Cigar Bar Bill Ignites Controversy

Nebraska state senators have advanced a bill, called unconstitutional by a former state Supreme Court justice, that would exempt cigar bars from the smoking ban taking effect on June 1.

The bill, introduced on Monday, seeks to adds cigar bars to the list of exemptions in the smoking ban passed last year, which includes tobacco shops, some hotel rooms and home-based businesses.

Since the bill was first introduced on January 15, senators have been scrutinizing and debating the details of the measure to ensure only bona fide cigar bars would be exempt.

The legislation defines a cigar bar as a business that is granted a special license from the state, which confirms before issuing the license that the establishment receives at least10 percent of its revenue from cigar sales and has a walk-in humidor.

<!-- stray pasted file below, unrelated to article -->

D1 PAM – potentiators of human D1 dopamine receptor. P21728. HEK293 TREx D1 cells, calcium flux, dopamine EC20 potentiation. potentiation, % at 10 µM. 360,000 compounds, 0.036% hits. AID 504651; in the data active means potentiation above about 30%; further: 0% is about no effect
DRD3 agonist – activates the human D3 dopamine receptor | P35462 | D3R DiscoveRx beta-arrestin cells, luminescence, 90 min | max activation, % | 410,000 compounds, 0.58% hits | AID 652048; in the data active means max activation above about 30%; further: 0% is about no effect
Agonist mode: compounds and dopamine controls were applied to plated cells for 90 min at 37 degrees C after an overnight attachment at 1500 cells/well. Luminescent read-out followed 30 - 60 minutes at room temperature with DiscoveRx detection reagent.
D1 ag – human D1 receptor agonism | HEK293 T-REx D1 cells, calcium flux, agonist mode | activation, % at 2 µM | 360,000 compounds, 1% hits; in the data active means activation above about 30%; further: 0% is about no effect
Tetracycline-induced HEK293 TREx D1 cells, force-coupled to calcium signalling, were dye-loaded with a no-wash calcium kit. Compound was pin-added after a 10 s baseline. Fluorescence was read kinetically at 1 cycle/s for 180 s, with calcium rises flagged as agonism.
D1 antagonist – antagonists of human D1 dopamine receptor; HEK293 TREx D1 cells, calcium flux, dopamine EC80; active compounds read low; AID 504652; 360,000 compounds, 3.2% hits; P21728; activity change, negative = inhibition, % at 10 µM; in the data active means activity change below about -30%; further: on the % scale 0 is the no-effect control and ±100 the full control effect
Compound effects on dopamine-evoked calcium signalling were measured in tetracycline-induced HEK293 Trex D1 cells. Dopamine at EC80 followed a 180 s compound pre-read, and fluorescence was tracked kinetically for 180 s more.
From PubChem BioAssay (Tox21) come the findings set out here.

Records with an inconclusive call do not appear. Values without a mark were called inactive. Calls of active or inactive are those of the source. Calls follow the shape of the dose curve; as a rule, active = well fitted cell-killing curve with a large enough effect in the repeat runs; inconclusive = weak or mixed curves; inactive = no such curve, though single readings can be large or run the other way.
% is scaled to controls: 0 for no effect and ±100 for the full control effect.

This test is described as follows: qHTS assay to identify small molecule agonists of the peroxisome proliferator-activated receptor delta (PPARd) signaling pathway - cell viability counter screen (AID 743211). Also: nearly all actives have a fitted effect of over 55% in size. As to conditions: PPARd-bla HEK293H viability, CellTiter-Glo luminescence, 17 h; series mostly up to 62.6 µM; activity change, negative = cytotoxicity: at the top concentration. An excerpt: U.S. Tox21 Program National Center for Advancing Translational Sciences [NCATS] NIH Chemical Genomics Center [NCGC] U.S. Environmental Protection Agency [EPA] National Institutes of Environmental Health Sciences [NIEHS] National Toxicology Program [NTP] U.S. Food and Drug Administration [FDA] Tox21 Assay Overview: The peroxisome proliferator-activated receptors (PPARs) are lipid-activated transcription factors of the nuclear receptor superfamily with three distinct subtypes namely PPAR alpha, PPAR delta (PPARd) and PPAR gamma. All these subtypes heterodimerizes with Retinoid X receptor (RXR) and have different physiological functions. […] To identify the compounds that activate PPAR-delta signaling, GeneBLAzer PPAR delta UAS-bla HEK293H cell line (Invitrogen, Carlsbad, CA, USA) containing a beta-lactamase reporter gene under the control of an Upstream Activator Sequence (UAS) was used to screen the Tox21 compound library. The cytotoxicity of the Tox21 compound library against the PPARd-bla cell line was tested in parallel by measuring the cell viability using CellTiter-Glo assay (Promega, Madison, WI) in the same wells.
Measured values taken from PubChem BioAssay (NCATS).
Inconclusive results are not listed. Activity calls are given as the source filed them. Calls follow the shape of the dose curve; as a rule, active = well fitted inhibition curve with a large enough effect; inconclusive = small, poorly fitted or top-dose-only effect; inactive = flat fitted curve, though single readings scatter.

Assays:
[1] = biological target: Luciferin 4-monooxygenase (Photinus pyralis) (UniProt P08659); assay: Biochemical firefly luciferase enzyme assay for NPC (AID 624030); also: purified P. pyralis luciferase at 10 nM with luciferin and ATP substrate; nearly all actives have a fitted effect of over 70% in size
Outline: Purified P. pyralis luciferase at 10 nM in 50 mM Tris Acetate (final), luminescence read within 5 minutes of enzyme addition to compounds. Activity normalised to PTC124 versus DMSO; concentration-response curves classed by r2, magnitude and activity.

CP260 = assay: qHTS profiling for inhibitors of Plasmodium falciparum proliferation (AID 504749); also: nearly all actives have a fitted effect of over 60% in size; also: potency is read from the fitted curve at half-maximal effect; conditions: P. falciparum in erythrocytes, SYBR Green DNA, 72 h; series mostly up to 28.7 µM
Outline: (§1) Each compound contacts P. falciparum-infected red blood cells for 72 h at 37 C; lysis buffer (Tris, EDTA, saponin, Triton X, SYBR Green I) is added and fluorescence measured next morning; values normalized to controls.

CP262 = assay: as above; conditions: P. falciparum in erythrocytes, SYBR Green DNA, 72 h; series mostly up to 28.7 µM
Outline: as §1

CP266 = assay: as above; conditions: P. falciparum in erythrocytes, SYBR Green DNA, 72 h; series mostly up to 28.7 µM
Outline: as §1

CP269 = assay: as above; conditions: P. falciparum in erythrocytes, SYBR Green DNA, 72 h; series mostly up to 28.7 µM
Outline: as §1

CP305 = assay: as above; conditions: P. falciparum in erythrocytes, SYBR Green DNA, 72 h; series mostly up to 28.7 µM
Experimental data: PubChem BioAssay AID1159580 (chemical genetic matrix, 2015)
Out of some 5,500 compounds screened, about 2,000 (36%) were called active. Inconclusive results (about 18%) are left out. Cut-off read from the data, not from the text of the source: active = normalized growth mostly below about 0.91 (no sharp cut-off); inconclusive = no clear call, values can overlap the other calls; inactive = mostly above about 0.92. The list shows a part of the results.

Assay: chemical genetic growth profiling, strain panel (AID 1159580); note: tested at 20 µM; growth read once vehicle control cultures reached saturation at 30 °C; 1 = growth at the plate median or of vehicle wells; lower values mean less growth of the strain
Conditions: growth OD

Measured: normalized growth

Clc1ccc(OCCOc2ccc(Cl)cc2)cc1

In addition, senators voted to pass an amendment to the bill that would bar cigarette smoking in cigar bars.

The American Cancer Society of Nebraska disagrees with the bill, and so it asked Norman Krivosha, a former state Supreme Court Justice, to give his opinion.

Krivosha, according to, said an exemption to the ban for cigar bars violates the state constitution because it grants a business a special or exclusive privilege.

Sen. Scott Lautenbaugh, R-Omaha, who sponsored the bill, disagreed with Krivosha's opinion and believes exempting cigar bars is as valid as the existing exemption for tobacco shops.

The bill is slated to see final-round debate next week.

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